A fully desaturated color will be some tone of grey.
Value relates to how dark or light something is. This is generally defined by a gradient moving from black to white.
Chroma is defined by how dark or light a specific hue is.
A tint is the mixture of a color with white, which increases lightness. In the picture, this is the second ring of the circle.
A tone is produced either by the mixture of a color with gray, or by both tinting and shading. This is represented by the third ring of the circle.
Finally, a shade is the mixture of a color with black, which reduces lightness. Shade is represented by the innermost ring of the circle. Now supposing you’re not in art class, the term “shade” can be generalized to encompass any varieties of a particular color, whether technically they are shades, tints, tones, or slightly different hues.
Mixing a color with any neutral color including black, gray and white reduces the colorfulness (aka chroma), while the hue remains unchanged.
Whew! Now that we’ve got that cleared up lets jump into the fun stuff!
[title text=”The Color Wheel” style=”center”]
Now lets talk about the most important tool in color theory, the color wheel. Understanding the color wheel will help you to choose colors that are balanced and harmonious! Once you have a grasp of how they work together the colors in your closet (and your stash) will start to jump out at you in a whole new way! Conveniently Spring and Summer garments hold a great deal of color possibilities, so you’ll have a chance to try out your new-found color theory chops as soon as you’re finished reading.
A color wheel (also referred to as a color circle) is a just a visual representation of colors arranged according to their chromatic relationship. In other words the color wheel is a way of organizing colors into a spectrum, and understanding how different colors relate to one another. In a color wheel the primary colors (red, yellow and blue) are equidistant from one another, then a bridge is created between the primary colors using the secondary and tertiary colors. Don’t worry if you’re not sure what the secondary and tertiary colors are yet, we’ll talk about that in a minute.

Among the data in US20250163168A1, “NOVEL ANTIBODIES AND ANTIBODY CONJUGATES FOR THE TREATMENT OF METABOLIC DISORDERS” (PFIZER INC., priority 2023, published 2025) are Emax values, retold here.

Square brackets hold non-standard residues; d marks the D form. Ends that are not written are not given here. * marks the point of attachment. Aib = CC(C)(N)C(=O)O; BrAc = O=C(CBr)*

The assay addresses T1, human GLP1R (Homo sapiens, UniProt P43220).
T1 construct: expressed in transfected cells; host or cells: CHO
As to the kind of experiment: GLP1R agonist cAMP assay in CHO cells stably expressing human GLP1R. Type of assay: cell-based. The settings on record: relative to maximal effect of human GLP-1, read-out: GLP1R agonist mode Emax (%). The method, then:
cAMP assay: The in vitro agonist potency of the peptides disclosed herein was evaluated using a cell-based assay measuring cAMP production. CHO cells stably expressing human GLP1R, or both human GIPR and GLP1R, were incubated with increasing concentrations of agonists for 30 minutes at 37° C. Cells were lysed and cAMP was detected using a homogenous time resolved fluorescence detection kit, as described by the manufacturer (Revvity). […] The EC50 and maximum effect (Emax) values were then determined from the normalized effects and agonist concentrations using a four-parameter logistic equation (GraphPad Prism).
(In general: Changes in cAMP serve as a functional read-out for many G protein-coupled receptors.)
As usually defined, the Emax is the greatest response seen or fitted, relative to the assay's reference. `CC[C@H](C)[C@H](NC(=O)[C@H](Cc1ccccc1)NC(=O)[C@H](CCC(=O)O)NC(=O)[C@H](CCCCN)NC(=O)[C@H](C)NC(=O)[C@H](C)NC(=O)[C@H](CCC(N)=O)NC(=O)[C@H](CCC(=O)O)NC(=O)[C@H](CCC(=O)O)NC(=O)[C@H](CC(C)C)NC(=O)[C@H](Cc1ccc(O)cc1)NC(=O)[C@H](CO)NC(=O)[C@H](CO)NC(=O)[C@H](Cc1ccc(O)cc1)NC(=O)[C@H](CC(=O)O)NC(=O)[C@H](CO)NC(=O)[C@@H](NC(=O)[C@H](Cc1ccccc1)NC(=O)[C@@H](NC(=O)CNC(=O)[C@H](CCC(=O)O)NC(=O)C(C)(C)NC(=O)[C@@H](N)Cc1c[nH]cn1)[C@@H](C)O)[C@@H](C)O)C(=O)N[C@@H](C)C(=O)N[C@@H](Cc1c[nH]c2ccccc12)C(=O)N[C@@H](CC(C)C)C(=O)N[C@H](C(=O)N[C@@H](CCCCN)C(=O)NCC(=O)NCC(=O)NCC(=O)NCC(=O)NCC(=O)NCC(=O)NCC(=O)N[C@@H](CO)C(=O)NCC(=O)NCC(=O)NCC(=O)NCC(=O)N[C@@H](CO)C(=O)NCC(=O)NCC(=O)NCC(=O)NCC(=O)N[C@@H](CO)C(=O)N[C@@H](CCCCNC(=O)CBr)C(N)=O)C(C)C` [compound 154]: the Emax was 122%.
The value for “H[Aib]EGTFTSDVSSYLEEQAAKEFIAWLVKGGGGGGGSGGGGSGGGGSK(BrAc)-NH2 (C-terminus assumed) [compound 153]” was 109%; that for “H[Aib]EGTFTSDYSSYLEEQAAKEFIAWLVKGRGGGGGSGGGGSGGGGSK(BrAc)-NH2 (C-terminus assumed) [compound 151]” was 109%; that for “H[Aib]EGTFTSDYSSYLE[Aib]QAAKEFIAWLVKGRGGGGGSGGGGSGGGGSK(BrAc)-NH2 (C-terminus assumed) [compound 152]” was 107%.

Primary colors are the colors you got to play with in elementary school (red, yellow and blue). They are colors at their most basic; that is, those colors that cannot be created by mixing other colors together. Theoretically if you mix them equally you will end up with black. However, since in general we are not mixing the colors of our yarn like paint this is not really something to worry about.
Secondary colors are the colors achieved by a mixing of two primary colors together. For example, if you mixed blue and yellow you would get the secondary color green.
Tertiary colors are achieved by a mixing a primary color and a secondary color. So you could mix the primary color yellow with the secondary color green and end up with the tertiary color yellow-green (or what I usually refer to as lime green).
[title text=”Color Temperature” style=”center”]
Cool colors are all derived from shades of blue, also known as cool hues. The easiest way to remember what cool colors are, is to think of what colors would best illustrate a cool temperature such as greens, violets, light pinks, etcetera. Cool colors look wonderful on pale skin with pink undertones and with silver jewelry.
Warm colors, the opposite of cool colors, are based around hues of reds, oranges, yellows, and so on. Warm colors look best on warmer skin tones and with gold jewelry.
Neutrals are colors that do not pop out or attract a lot of attention to the eye such as black, grey, beige, taupe, olive, and more. They literally go with everything and anything, and can be used to slowly add some color into your wardrobe by pairing bolder colors with them.
[title text=”Bringing it all together” style=”center”]
I know this article has covered a TON of information! Lets see if we can do a little recap.
An understanding of color theory is important for choosing tasteful color combinations for your next project.
Color study has been around for a long time but the big idea is just pairing colors in a way that is pleasing to look at.
Complementation, contrast and vibrancy are the main ways we can apply color theory to make projects that are visually pleasing.
If you want to sound incredibly well educated you can properly use the terms hue, saturation, value, chroma, tone, tint and shade when referring to the colors you’re using.
In regard to the color wheel you should now be able to point out the primary, secondary and tertiary colors (or at least have a good idea of how to find them).
Cool colors are derived from shades of blue. Warm colors are derived from shades of red. It’s pretty easy to see them if you split the color wheel down the center from green to red.
Finally, neutrals are those colors that don’t really draw attention to themselves but go well with all sorts of other colors. The big ones are black, grey, beige, taupe, olive and various shades of camel and brown.
That’s it. Now you’re basically a color theory pro!
If you’d like to see how the using the color wheel translates directly into sweater knitting check out the next post in the series “Traditional Color Schemes: The Ultimate Guide to Color Theory For Sweater Knitters Part 2”. We’ll talk about some more in depth ways to use the color wheel to choose eye popping color schemes for your sweaters.